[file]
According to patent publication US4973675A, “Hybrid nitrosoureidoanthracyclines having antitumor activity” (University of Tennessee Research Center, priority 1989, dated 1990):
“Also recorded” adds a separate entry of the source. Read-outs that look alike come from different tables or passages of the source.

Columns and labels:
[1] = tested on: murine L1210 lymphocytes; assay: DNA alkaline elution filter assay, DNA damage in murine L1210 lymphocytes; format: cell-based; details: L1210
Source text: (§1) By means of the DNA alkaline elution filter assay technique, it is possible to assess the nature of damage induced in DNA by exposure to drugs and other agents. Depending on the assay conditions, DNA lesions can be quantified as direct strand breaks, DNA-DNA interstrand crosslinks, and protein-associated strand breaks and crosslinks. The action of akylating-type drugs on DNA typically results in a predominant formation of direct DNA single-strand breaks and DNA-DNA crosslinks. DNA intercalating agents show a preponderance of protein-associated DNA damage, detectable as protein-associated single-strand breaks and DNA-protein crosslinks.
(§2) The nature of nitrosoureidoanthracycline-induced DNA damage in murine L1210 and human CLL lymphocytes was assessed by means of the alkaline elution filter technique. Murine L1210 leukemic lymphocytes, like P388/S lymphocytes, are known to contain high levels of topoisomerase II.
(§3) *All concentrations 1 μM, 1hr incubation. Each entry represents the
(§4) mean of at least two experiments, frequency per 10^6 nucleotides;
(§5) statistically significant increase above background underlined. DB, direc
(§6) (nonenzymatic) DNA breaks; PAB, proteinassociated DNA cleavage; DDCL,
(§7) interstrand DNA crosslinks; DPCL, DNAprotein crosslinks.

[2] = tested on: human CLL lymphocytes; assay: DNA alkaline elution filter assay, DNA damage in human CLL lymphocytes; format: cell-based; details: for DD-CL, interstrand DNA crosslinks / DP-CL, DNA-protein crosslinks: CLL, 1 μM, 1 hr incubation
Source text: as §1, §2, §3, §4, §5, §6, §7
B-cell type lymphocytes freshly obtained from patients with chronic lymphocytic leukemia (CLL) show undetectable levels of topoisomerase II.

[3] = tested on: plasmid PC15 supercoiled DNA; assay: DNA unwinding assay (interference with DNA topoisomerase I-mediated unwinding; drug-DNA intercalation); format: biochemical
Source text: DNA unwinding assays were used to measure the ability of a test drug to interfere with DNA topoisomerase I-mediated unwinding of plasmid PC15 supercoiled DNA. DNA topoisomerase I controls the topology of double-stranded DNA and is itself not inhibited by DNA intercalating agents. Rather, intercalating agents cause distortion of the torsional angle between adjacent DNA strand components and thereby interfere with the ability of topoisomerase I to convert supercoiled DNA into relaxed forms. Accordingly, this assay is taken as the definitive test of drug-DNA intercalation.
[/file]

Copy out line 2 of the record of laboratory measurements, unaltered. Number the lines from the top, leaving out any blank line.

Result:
“Also recorded” adds a separate entry of the source. Read-outs that look alike come from different tables or passages of the source.